More companies are beating profit forecasts -- thanks to gimmicks

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The "positive earnings surprise" -- when companies report profits that top analysts' forecasts -- isn't as rare as it once was, but that may be due to accounting gimmicks rather than a realistic reflection of actual profitability.

The numbers of earnings reports from S&P 500 companies that exceed analysts' expectations by between 5 cents to 15 cents per share more than doubled between 2000 and 2016, according to an academic study scheduled to be presented at an upcoming American Accounting Association conference. 

At the same time, the number of positive earnings surprises between zero and 2 cents fell as much as 15 percent, according to the paper, which analyzed hundreds of thousands of quarterly earnings reports involving more than 4,700 companies.

Exceeding analysts' forecasts can help a company in a number of ways, including providing a stock market boost. That's why some critics say companies may want to present their earnings in the most flattering light possible. Relying on unorthodox metrics can typically help a company look better than under standard accounting practices.

"It used to be that a significant number of firms reported earnings that either met or just exceeded Street expectations, suggesting that, to accomplish this result, managers would either make small late changes to pre-managed earnings or that analysts would intentionally under-forecast reported earnings by similar amounts," wrote Paul A. Griffin of University of California at Davis and David H. Lont of University of Otago in Dunedin, New Zealand, co-authors of the study.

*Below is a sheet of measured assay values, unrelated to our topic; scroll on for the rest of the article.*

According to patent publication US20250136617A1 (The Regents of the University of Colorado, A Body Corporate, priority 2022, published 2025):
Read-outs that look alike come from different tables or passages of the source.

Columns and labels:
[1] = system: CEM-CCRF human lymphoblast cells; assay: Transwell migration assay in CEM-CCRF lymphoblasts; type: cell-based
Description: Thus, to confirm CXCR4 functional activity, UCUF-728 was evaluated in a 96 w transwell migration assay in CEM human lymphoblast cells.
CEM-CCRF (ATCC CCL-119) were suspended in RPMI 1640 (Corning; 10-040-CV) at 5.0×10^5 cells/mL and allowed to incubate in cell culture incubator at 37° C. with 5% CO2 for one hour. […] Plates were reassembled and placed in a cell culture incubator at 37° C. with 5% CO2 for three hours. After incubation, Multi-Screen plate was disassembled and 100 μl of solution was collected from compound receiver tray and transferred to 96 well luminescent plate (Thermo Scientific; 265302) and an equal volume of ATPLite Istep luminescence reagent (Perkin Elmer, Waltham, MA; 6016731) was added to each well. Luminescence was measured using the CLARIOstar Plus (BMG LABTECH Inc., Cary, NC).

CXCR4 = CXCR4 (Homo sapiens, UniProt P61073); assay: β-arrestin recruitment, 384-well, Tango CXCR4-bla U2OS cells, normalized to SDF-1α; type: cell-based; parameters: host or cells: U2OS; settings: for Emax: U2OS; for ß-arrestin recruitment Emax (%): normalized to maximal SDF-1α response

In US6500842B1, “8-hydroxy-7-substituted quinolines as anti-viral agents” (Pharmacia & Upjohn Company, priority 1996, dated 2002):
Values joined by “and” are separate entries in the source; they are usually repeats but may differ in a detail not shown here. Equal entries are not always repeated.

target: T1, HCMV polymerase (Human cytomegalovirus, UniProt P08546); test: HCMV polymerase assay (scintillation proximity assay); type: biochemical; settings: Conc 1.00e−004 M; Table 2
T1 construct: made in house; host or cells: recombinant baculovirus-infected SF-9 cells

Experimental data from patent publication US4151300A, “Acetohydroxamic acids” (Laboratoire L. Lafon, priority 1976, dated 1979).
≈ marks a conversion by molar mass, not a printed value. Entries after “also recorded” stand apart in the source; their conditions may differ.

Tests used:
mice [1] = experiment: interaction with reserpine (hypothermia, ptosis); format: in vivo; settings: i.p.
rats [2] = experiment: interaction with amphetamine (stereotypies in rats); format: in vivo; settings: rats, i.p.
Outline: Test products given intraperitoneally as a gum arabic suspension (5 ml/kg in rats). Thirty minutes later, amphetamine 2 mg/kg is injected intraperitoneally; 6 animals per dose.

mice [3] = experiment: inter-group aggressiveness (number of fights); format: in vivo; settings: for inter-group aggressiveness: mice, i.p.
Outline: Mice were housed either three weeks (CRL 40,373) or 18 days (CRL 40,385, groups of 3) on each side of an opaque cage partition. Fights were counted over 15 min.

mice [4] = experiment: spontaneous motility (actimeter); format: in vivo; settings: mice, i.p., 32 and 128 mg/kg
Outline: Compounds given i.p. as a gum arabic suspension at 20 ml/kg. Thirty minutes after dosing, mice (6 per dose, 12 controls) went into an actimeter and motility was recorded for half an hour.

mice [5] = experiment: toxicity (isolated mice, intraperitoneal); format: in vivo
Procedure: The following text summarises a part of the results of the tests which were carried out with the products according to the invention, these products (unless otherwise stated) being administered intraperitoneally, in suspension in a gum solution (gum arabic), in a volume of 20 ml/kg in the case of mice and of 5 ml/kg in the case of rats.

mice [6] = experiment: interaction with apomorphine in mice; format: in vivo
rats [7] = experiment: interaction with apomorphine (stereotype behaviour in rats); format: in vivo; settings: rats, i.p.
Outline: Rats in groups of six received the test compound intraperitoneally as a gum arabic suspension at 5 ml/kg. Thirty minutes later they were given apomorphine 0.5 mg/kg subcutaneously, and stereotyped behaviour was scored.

Two of the most common methods are to present pro-forma data excluding some costs, as well as calculating EBITDA, or earnings before interest, taxes, depreciation and amortization. Some companies go even farther, such as co-working company WeWorks, whose "community-based EBITDA" excludes common business expenses such as marketing and administrative costs

Companies that use these metrics are required by the Securities & Exchange Commission to reconcile them to Generally Accepted Accounting Principles (GAAP). On top of that, the companies aren't allowed to imply that the unorthodox numbers are in any way superior to the GAAP ones.

"Those amortization and depreciation costs penalize earnings," said Robert Willens, an independent expert on accounting and taxation, in an interview. "A lot of times ... (companies and analysts) will exclude the additional depreciation and amortization on the theory that it's a non-cash expenditure and it's not really reflective of the company's operating capabilities."

Willens, for his part, isn't a fan of the practice, arguing that the costs that are being excluded in the non-GAAP metrics are legitimate business expenses.   

Griffin argues that more needs to be done to make sure that investors are given accurate information to make decisions about their investments.

"The accounting profession may be the loser in the sense that outsiders may start to think about whether they represent good, solid accurate numbers because they are being messed around with by the companies and the analysts," he said in an interview. "The regulators could lose because there is obviously a problem that they are doing nothing about it. The analysts could lose because people may start disbelieving their surprise numbers." 

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